Before the onset of the storm, and a new era in Climate Pledge Arena, by facilitating the work of Sparks

Basketball fans in green-and-yellow uniforms flocked to the Seattle Center again Saturday night for a glimpse of the storm’s season-opening game that was an adjustment to the WNBA team and a homecoming of sorts for everyone else.

Before the match, Lisa Brommel, one of the three owners of Storm, greeted several spectators on the field with handshakes and hugs.

“Congratulations, the place looks great,” one fan told Brommel in regards to Climate Pledge Arena, which hosted its first Storm game.

The $1.15 billion modern venue earned rave reviews from sponsors and players who appreciated the storm-focused signage and features throughout the building as well as upscale locker room amenities.

“Amazing,” said Storm coach Noel Quinn. “It’s huge. I’ve been to a couple of Kraken games. Just to see the storm banners. It’s a big venue, so I often walked from the locker room to the office and court.

“The fans were amazing. It feels great to be back in Seattle. It’s a building that I feel our organization and team deserve. I can’t wait to play more games here.”

WNBA All-Stars Jeel Lloyd and Brenna Stewart didn’t waste much time breaking new pits and collected 38 points to lead the storm to a comfortable 81-68 win over the Los Angeles Sparks.

Loyd went out shooting and took 15 of her 18 points in the first quarter while Storm finished the period with a decisive 14-2 trajectory to advance 31-15.

“Just trying to get in rhythm,” said Loyd who sunk 6 of 12 shots, including 4 of 8 from deep, and also scored six rebounds and three assists in 23 minutes. “We worked really hard in practice. We started to see where our shots were coming from and how we were playing. We were excited to play with someone else at the end.

“Just good rhythm. Good screens. We just play off each other. We did a good job playing with each other.”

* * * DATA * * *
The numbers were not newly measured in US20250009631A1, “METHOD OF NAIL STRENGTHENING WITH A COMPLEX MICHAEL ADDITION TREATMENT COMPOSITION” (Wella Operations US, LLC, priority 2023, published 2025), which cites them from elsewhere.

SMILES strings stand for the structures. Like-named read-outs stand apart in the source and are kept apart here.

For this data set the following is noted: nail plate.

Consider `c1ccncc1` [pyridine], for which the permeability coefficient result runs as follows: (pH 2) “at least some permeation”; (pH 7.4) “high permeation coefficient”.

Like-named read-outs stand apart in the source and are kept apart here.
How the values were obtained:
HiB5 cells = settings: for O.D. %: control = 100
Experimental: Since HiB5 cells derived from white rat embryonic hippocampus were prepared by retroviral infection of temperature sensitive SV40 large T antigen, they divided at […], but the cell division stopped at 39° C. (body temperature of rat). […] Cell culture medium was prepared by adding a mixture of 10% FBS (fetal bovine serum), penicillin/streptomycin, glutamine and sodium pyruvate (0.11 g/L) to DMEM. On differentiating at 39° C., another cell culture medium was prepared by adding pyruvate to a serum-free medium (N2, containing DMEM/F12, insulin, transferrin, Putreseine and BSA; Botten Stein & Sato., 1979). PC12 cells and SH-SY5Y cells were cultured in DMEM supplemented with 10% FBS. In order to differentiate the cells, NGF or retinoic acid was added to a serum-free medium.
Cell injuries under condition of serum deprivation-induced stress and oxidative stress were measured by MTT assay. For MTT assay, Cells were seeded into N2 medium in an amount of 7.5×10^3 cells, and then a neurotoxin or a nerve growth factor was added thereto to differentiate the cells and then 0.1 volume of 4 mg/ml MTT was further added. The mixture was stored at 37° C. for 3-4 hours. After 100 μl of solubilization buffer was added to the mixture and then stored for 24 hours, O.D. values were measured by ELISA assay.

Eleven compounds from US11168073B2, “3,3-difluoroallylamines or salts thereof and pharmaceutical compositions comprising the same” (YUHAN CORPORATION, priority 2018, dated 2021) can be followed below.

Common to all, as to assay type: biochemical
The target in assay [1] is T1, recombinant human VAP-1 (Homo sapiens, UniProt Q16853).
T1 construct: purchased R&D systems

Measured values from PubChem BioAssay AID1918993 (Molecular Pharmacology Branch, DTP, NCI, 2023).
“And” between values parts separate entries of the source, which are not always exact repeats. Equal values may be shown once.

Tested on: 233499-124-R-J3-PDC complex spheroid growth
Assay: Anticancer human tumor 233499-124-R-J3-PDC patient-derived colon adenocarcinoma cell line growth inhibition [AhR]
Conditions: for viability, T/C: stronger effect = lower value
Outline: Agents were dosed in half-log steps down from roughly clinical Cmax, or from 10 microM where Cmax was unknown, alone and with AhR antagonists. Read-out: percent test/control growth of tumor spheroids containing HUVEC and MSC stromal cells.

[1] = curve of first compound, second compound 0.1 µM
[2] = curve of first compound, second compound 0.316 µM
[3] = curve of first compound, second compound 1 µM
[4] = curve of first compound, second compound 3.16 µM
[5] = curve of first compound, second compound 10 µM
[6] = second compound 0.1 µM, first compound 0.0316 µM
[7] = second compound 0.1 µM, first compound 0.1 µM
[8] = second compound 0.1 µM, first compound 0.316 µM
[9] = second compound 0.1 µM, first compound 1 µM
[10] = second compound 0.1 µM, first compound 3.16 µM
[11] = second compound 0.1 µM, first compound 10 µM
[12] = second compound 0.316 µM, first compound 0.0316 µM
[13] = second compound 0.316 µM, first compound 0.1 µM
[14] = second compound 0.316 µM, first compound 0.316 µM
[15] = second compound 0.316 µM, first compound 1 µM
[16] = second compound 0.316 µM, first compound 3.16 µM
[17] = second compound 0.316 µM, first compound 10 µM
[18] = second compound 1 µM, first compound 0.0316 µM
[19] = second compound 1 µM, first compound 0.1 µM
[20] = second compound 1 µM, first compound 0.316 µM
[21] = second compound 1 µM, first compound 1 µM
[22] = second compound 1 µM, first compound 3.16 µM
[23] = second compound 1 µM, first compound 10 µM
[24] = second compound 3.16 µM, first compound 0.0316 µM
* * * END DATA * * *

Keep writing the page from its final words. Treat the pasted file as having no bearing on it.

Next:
Stewart had her best second-half moment when she capitalized on a combination of floats in the paint, three throws on her way to 20 points, four assists and three rebounds in 22 minutes.

It was an incredibly effective performance for Stewart, who was limited in minutes and played her first game since injuring her left Achilles tendon on September 7 and undergoing surgery last October.

“It looked sharp,” Quinn said. “Stewie has this hunger in her eyes every single day since she’s been at camp….It’s good to see her gushing. Nice to see her conditioning has been great after not playing in I don’t know how many days.”

“Sometimes we set that bar too high because she’s excellent at a lot of things. Sometimes you have to take it into account. Take greatness, but know there’s another level she can get to and she wants to get to….It was nice to see her knock. Shots and moves well.”

Loyd and Stewart provided more than enough firepower for Storm, which never lags behind, to overwhelm Sparks with a provisional lineup missing from starters Sue Bird and Mercedes Russell.

Quinn chose to rest Bird, who sat at the far end of the bench in street clothes, while Russell sustained a non-basketball related injury and is expected to miss training camp.

The storm was also without newcomers Brian Jan and Gabe Williams, who are playing abroad and are due to return next week.

Storm’s absence didn’t matter because Stewart and Lloyd were too much for Sparks.

Loyd’s early dominance and 14-2 lead at the end of the first quarter gave Seattle a 31-15 lead. Stewart took charge in the second half and Storm led 47-26 in the first half.

Stewart and Lloyd outperformed Sparks when they left for good late in the third quarter as Storm advanced 65-37.

“With the pre-season games, it’s a combination of trying to figure out what we’re in,” Quinn said. “How do some squads play with each other. … We got some really good things from everyone who played tonight. We got a lot of contributions. Our entire squad stuck to the defensive end. Some fluidity in a good aggressive manner. Overall, I thought the effort was There from top to bottom.”

The Storm LA held 30.8% in shooting, including 5 of 26 triples.

The Storm, who shot 44.8% from the ground and 35.5% behind the arc, led by as much as 28 points before pulling off his start in the third quarter and outperforming him 27-15 in the fourth.

“From the jump, we want to play at a really high level,” Quinn said. “We want to play at a fast pace and I think our conditioning was in a really good place considering we had a week in camp. I thought our execution was there.

“We still have to clean up our rebound. We gave up a lot of O boards. Our transitional defense was good and only gave up two fasbreak points against a team that likes to turn us on and off and run. … Defensively, we were solid.”

Olivia Nelson-Ododa led Los Angeles with 15 points and 12 rebounds, while Chenedy Carter scored 11 and Britney Sykes had 10.

The Storm plays its last preseason game Thursday in Phoenix before the May 6 regular season opener at Climate Pledge Arena against Minnesota.

“We had to work on a couple of problems, but that’s what pre-season provides,” Quinn said. “You get a test run of a lot of things. (That’s like) the old KeyArena. His home. We missed that. Everett was amazing. UW was amazing, but the Climate Pledge is definitely where you’re at.”

Result square